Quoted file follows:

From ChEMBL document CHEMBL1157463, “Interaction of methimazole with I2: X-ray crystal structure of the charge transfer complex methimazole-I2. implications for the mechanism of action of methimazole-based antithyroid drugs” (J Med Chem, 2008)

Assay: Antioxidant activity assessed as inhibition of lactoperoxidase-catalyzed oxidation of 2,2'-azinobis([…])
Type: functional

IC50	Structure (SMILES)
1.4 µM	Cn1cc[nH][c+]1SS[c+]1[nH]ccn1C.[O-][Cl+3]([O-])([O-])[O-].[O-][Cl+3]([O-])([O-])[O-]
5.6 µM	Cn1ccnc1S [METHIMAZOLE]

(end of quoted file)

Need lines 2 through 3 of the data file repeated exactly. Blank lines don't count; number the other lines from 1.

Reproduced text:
Assay: Antioxidant activity assessed as inhibition of lactoperoxidase-catalyzed oxidation of 2,2'-azinobis([…])
Type: functional